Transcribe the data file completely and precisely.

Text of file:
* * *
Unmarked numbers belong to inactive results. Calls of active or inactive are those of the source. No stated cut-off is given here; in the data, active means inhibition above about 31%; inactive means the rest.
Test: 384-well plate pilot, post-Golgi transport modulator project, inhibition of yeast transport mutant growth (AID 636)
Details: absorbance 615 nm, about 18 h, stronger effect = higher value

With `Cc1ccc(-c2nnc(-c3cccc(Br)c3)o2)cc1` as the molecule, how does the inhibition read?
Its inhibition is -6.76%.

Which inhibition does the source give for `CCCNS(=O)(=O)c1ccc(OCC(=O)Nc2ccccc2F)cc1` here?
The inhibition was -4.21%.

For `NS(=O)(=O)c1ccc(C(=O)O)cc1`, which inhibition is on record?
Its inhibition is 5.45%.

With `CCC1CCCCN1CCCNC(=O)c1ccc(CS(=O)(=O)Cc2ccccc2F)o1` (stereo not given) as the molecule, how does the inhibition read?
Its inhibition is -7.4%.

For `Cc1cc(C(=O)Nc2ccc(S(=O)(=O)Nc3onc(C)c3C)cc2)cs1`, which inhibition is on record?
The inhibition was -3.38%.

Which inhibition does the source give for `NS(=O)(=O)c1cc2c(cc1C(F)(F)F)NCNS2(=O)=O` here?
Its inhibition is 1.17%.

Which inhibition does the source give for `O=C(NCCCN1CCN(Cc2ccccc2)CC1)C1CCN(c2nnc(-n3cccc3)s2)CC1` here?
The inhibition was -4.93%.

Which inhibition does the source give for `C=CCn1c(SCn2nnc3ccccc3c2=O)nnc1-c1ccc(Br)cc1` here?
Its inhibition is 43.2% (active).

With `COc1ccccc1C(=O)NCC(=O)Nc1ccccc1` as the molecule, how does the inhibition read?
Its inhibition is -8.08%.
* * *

Unmarked numbers belong to inactive results. Calls of active or inactive are those of the source. No stated cut-off is given here; in the data, active means inhibition above about 31%; inactive means the rest.
Test: 384-well plate pilot, post-Golgi transport modulator project, inhibition of yeast transport mutant growth (AID 636)
Details: absorbance 615 nm, about 18 h, stronger effect = higher value

With `Cc1ccc(-c2nnc(-c3cccc(Br)c3)o2)cc1` as the molecule, how does the inhibition read?
Its inhibition is -6.76%.

Which inhibition does the source give for `CCCNS(=O)(=O)c1ccc(OCC(=O)Nc2ccccc2F)cc1` here?
The inhibition was -4.21%.

For `NS(=O)(=O)c1ccc(C(=O)O)cc1`, which inhibition is on record?
Its inhibition is 5.45%.

With `CCC1CCCCN1CCCNC(=O)c1ccc(CS(=O)(=O)Cc2ccccc2F)o1` (stereo not given) as the molecule, how does the inhibition read?
Its inhibition is -7.4%.

For `Cc1cc(C(=O)Nc2ccc(S(=O)(=O)Nc3onc(C)c3C)cc2)cs1`, which inhibition is on record?
The inhibition was -3.38%.

Which inhibition does the source give for `NS(=O)(=O)c1cc2c(cc1C(F)(F)F)NCNS2(=O)=O` here?
Its inhibition is 1.17%.

Which inhibition does the source give for `O=C(NCCCN1CCN(Cc2ccccc2)CC1)C1CCN(c2nnc(-n3cccc3)s2)CC1` here?
The inhibition was -4.93%.

Which inhibition does the source give for `C=CCn1c(SCn2nnc3ccccc3c2=O)nnc1-c1ccc(Br)cc1` here?
Its inhibition is 43.2% (active).

With `COc1ccccc1C(=O)NCC(=O)Nc1ccccc1` as the molecule, how does the inhibition read?
Its inhibition is -8.08%.